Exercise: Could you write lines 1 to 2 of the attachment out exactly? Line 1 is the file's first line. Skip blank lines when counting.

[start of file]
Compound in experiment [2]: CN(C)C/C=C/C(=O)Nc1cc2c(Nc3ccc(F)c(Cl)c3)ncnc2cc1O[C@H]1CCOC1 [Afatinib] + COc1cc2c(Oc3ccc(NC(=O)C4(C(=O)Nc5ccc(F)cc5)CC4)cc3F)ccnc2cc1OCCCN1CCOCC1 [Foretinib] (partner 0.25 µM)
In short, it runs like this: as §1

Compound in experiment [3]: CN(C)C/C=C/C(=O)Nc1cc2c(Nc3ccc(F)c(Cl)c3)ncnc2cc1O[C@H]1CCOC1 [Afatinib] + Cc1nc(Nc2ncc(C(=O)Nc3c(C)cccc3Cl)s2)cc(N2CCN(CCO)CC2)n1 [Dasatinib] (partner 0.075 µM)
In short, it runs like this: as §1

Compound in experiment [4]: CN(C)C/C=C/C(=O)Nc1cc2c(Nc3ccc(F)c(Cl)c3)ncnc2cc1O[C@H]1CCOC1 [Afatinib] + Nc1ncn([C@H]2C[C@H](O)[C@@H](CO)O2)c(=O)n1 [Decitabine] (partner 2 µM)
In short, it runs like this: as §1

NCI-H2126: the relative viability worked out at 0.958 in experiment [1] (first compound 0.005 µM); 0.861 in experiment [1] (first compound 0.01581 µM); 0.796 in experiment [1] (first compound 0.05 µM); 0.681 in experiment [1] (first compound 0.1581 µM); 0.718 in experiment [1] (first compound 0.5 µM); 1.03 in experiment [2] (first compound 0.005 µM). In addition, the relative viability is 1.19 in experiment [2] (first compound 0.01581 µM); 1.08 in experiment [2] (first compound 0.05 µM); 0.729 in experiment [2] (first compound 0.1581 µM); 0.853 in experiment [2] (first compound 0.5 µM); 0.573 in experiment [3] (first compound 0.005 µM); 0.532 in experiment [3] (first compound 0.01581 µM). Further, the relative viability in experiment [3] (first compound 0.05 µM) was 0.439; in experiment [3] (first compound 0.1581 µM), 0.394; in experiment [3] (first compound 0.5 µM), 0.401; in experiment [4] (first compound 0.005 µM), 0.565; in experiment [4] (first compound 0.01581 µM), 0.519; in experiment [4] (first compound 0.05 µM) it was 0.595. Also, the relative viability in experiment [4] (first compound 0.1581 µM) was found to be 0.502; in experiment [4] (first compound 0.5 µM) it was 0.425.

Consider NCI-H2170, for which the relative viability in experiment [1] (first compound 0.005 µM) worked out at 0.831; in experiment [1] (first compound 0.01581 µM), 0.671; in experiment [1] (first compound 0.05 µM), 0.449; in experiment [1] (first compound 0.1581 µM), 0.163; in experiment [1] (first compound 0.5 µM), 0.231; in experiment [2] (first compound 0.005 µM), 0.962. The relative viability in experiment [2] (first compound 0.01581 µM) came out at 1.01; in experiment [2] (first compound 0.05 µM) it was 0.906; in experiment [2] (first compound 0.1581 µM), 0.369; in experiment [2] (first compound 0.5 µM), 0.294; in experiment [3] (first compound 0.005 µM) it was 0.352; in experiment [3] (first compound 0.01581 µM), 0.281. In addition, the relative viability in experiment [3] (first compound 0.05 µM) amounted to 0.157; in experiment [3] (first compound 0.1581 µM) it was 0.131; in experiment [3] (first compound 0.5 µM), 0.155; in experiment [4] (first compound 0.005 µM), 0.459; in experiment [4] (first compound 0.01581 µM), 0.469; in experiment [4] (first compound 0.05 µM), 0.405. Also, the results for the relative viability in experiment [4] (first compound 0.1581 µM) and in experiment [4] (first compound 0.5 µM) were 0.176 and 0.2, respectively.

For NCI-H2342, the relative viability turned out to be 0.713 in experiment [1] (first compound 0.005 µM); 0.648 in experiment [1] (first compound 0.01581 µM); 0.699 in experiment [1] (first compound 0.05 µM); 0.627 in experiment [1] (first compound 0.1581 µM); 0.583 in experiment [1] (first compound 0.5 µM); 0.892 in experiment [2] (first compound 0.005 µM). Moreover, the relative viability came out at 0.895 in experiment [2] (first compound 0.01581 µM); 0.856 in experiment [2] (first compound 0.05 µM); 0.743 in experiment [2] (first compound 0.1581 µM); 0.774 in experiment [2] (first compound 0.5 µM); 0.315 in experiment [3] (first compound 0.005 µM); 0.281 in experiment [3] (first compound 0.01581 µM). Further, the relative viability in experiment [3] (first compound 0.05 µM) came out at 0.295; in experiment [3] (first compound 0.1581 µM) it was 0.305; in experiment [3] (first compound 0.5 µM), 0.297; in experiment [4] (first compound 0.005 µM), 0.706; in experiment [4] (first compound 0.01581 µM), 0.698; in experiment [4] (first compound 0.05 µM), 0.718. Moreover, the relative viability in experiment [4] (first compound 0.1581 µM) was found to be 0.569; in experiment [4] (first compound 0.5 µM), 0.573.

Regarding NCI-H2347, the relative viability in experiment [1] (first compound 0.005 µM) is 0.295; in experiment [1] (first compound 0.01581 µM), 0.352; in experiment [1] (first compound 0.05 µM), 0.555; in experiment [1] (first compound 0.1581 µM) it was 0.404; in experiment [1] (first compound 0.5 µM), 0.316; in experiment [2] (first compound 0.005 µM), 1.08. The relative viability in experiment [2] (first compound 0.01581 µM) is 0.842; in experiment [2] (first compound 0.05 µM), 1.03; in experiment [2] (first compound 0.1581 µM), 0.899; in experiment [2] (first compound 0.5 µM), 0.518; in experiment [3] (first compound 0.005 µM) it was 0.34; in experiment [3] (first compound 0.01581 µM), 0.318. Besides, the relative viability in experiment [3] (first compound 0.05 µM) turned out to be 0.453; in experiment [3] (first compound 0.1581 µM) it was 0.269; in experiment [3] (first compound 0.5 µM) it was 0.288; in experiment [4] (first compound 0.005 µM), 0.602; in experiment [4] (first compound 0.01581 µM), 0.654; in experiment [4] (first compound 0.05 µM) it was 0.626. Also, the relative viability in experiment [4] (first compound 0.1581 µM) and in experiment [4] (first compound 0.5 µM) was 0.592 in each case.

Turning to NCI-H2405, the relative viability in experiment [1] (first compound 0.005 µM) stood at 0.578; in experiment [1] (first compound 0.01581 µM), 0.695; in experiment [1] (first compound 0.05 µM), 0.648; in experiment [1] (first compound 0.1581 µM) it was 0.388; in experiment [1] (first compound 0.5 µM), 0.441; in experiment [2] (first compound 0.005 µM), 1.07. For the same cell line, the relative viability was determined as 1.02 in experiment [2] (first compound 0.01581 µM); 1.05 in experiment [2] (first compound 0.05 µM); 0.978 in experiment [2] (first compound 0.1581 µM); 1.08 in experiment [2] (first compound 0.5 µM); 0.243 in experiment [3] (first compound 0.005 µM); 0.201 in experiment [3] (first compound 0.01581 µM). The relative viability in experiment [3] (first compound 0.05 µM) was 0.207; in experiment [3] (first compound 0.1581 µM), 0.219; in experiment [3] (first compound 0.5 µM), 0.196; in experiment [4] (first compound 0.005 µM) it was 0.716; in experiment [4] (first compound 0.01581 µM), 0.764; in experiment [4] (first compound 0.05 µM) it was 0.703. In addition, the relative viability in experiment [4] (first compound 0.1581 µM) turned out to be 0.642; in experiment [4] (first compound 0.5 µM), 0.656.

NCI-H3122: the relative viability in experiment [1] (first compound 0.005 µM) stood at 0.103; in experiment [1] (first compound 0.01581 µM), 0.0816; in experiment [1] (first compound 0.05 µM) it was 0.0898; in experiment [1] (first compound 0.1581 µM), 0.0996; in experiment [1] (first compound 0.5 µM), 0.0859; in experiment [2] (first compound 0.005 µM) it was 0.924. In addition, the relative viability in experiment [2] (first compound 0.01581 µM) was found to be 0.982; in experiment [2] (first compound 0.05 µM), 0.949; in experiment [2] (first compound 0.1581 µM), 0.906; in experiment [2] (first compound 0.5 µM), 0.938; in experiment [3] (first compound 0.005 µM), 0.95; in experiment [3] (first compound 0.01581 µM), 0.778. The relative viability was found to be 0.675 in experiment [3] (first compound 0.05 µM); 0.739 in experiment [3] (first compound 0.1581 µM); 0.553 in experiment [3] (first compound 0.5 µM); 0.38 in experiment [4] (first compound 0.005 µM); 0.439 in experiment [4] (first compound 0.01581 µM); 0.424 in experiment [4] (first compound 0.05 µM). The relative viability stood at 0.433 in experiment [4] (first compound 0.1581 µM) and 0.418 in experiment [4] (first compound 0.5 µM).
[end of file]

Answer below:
Compound in experiment [2]: CN(C)C/C=C/C(=O)Nc1cc2c(Nc3ccc(F)c(Cl)c3)ncnc2cc1O[C@H]1CCOC1 [Afatinib] + COc1cc2c(Oc3ccc(NC(=O)C4(C(=O)Nc5ccc(F)cc5)CC4)cc3F)ccnc2cc1OCCCN1CCOCC1 [Foretinib] (partner 0.25 µM)
In short, it runs like this: as §1